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Christian-Muslim Digest - 2011 - Issue 16

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Welcome to the third issue of the Digest for 2011. This issue focuses on the coverage of the tenth anniversary of “9/11”: the way it was reported in the United States and around the World and the involvement of the church in acts of remembrance. It also reviews two reports from the Pew Research Center and two reports on Islamophobia which were published to coincide with the anniversary.

The two reports from the Pew Research Center are: Muslim Americans: No Signs of growth in alienation or support for extremism and Ten Years after 9/11: United in Remembrance, Divided over Policies. 

The two reports on Islamophobia are: Islamophobia and Its Impact in the United States January 2009-December 2010: Same Hate, New Target,  from Berkeley Center for Race & Gender, University of California and the Council on American-Islamic Relations; and Fear, Inc. The Roots of the Islamophobia Network in America from the Center for American Progress.

9/11 anniversary as seen in the USA

The coverage in the United States of events in remembrance of the tenth anniversary of 9/11 was exhaustive. There were special editions of newspapers, and live broadcasts of events from the three sites in New York, Washington and Pennsylvania.

The major focus was on the Twin Towers’ site, featuring the memorial pools and the reading of the names of all those killed. Mayor Bloomberg’s reported decision not to invite any religious leaders to the event led to discussions in the blogosphere. The event itself was dignified; a portion of Psalm 46, beginning “God is our refuge and strength” was read by the president.

In their wider coverage the media did report on religious services conducted around the country and on the opinions of religious leaders.

Lynette Wilson, writing for the Episcopalian News Service “Presiding bishop preaches 9/11 sermon at St. Paul’s Chapel” (ENS 11th September 2011), reported on the service held at St. Paul’s Chapel, in lower Manhattan, across the street from Ground Zero. This chapel,

[i]n the immediate aftermath of the Sept. 11, 2001 attacks, … became a staging area and sanctuary for rescue workers, police and firefighters, construction workers, and others who worked "the pit," as the smouldering remains of the World Trade Center towers came to be called.

During the service, Presiding Bishop Katharine Jefferts Schori asked the congregation …

to pray for those who perpetrated the violence, those who sought vengeance and for the families and friends of those who died in the terrorist attacks 10 years earlier.

In her sermon she said:

We gather here today in peace, yearning and hoping that peace may come in this land and across the world. We gather to remember those who died violently and senselessly 10 years ago today. We gather to reflect on lives lost, families devastated, and hopes dashed. And still we gather in hope for hearts that will grow and learn and change, so that no nation will study war any more.

After the service she told the media:

We will not be healed if we hold hate in our hearts, healing comes through the discovery of common bonds.

Elizabeth Tenety, in an article in The Washington Post “What have we learned about religion post-9/11?” (8th September 2011), asked some of “the world’s most influential religious leaders and thinkers” “What have we learned about religion in the past 10 years? What was the spiritual impact of 9/11?” Extracts from their responses are presented:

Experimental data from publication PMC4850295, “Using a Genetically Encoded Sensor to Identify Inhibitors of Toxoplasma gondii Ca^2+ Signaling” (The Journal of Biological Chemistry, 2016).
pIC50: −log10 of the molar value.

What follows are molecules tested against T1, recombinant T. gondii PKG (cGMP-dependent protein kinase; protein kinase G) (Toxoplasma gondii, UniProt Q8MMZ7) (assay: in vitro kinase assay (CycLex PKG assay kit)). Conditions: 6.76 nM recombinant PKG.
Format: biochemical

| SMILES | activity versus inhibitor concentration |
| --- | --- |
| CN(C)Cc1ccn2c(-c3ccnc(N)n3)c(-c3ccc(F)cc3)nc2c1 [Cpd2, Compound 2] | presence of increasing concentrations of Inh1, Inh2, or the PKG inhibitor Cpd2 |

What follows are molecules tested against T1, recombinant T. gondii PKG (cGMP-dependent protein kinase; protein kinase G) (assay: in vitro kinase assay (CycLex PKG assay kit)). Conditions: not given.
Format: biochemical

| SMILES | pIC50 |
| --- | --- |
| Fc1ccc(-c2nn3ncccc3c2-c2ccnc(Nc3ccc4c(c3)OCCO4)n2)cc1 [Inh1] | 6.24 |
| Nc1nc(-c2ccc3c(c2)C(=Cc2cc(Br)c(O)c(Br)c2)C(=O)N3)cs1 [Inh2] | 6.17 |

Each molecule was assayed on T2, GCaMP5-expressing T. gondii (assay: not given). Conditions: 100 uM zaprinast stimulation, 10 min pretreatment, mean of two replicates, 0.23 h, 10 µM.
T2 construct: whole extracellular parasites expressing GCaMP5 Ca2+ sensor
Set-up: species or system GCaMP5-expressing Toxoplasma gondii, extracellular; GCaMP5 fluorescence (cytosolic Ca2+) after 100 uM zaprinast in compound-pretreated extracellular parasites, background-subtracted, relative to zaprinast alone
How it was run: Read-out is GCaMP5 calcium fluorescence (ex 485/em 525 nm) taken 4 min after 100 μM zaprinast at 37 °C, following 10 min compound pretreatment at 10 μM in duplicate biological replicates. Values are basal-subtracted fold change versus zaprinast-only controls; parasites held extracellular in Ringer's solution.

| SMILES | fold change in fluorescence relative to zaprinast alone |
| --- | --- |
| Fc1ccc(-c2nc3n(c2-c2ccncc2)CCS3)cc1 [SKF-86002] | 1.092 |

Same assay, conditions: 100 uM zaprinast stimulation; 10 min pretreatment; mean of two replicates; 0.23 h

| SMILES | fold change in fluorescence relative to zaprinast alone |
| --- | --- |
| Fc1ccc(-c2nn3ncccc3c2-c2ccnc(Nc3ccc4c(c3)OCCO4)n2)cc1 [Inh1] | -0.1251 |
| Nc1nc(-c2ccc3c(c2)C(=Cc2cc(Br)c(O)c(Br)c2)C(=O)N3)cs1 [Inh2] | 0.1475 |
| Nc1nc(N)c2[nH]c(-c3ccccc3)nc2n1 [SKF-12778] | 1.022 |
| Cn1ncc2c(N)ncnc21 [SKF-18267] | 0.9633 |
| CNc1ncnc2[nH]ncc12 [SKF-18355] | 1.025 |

Rick Warren “There are three lessons to be learned from 9/11. First, life is a gift that is fragile and brief. Whatever you are going to do with your life, you had better get it done. Second, everybody needs community. And thirdly, everybody has a spiritual hole in their heart that only God can fill.”

Archbishop Desmond Tutu: “If it were possible for anything to be more devastating than the unnecessary deaths that have accrued over the past 10 years, I would argue that the damage that has been done to global relations between the so-called Judeo-Christian and Muslim worlds must be a candidate.”

Imam Feisal Abdul Rauf, who [has] spent much of the last year under sharp critique for his plans to build an Islamic center near Ground Zero, writes, “Americans should come away from the last decade understanding that radical Islam is a small and increasingly spent force.”

The Rev. Katharine Jefferts Schori: “The greatest memorial to those who died ten years ago will be a world more inclined toward peace.”

Cardinal Donald Wuerl: “Jesus offers us an answer not only to this great act of violence — now known simply as 9/11 — but also to the very root and source of all such manifestations of hatred.”

T.D. Jakes writes that the lessons of 9/11 are hidden in plain sight. Among them: “We’ve neglected to comprehend that there is more that unites than separates us.”

Yasir Qadhi gives five facts--and five misconceptions--Americans believe today about Islam, including the myth that “Muslims are out to overthrow the Constitution and establish Sharia in America.”

Rabbi David Wolpe: “Faith can be turned to evil when people believe that God’s word is made as small as a resentful heart. Faith can be as large as the sky and [as] healing as a lover’s touch when we understand that God wishes goodness.”

Bishop Gene Robinson, Bishop of the Episcopal Diocese of New Hampshire, contributed an on-line article “What Have We Learned in the 10 Years Since 9/11?” (9th September 2011, Huffingon Post). He relates where he was on the day: on his way to Manhattan, having just landed in New York. He comments:

… marking the 10th anniversary of these events that scarred our nation's soul, it is time to reflect on what we have learned from all this trauma. I fear that the answer is "not much."

Some of us learned to distrust, fear, and even hate other Americans of Middle Eastern descent, not to mention entire countries that have large Arab or Muslim populations. Some of us have added that fear to the ongoing immigration issues our country faces and have concluded that we should circle the wagons against the onslaught of "people like us." The words inscribed on the Statue of Liberty, "Give me your tired, your poor, your huddled masses yearning to breathe free," now seem like a quaint lyric from a Rogers and Hammerstein musical, rather than the living hope and dream that brought us ALL to these shores (never mind those pesky native Americans whom we had to exterminate once we got here).